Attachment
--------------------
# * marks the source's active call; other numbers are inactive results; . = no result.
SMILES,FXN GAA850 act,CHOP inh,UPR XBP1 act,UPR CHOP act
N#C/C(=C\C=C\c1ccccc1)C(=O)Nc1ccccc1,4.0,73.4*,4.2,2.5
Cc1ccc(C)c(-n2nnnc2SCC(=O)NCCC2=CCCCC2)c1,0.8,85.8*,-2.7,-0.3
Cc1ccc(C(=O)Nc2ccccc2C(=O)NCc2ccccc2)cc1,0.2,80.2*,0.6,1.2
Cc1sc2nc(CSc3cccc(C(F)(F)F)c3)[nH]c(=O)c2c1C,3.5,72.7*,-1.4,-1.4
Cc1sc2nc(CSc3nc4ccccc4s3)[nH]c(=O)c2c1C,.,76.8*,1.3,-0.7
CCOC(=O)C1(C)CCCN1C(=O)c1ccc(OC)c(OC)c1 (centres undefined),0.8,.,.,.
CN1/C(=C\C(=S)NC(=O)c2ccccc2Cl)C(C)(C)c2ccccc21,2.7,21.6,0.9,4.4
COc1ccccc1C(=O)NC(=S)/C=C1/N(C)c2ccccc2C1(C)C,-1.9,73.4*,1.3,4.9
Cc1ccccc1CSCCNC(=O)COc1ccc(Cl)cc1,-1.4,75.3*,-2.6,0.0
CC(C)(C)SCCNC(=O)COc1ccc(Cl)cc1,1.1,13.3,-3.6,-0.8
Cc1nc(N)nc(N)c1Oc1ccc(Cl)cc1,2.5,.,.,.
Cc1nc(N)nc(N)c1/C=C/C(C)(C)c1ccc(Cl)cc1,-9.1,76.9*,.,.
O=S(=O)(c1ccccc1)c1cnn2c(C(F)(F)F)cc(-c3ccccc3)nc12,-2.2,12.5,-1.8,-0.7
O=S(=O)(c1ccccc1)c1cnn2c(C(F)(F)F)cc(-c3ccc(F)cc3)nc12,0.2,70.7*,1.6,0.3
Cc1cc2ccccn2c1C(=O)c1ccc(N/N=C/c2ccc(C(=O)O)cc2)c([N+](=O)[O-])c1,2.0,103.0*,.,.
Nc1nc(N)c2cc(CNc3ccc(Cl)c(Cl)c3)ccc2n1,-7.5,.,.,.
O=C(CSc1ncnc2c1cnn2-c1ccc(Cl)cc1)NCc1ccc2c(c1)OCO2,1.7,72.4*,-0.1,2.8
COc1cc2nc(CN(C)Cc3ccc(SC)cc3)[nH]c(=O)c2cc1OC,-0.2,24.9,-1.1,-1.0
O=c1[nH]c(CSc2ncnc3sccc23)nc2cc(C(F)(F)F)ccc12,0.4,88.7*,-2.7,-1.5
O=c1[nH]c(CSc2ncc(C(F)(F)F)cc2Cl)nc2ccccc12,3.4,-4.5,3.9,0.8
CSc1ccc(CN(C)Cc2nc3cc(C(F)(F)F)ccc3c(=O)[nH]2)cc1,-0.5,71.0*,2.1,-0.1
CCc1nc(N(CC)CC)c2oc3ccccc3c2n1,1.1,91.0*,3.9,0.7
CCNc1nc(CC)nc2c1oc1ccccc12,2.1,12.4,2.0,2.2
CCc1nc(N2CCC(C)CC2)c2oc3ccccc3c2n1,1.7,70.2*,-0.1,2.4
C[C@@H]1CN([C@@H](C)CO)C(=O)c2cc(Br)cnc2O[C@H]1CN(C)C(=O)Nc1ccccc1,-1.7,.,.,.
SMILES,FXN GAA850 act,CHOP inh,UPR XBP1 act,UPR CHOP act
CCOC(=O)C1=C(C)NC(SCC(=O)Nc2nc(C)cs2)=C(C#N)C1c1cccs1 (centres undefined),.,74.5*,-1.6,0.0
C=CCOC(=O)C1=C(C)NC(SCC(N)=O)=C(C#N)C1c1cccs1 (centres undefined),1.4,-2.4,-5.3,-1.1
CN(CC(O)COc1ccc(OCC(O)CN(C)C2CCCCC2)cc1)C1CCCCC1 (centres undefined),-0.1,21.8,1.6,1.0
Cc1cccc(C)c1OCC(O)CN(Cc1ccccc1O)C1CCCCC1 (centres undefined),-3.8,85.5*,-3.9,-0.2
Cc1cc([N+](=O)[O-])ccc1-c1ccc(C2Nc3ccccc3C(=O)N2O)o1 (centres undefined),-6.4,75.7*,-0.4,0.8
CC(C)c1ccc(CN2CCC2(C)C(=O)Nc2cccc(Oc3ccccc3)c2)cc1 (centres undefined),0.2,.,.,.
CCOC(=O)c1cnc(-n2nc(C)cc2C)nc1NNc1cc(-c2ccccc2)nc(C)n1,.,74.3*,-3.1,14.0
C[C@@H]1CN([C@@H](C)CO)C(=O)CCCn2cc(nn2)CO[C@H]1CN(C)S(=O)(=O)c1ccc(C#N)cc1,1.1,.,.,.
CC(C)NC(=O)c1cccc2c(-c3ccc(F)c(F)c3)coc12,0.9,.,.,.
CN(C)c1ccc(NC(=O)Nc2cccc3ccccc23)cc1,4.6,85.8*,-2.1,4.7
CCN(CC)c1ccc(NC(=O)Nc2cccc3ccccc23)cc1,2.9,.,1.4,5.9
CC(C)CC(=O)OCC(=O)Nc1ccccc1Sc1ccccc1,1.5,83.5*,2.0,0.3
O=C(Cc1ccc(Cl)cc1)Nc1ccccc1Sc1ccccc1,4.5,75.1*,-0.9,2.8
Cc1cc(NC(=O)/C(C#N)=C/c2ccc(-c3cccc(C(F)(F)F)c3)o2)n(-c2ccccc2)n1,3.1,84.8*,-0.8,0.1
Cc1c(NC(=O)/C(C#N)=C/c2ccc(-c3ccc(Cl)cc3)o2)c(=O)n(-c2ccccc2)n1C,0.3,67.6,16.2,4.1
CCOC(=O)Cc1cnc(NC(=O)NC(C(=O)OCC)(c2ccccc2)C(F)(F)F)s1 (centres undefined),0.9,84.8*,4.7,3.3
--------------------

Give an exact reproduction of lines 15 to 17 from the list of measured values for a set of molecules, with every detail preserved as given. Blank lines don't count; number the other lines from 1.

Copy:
O=S(=O)(c1ccccc1)c1cnn2c(C(F)(F)F)cc(-c3ccccc3)nc12,-2.2,12.5,-1.8,-0.7
O=S(=O)(c1ccccc1)c1cnn2c(C(F)(F)F)cc(-c3ccc(F)cc3)nc12,0.2,70.7*,1.6,0.3
Cc1cc2ccccn2c1C(=O)c1ccc(N/N=C/c2ccc(C(=O)O)cc2)c([N+](=O)[O-])c1,2.0,103.0*,.,.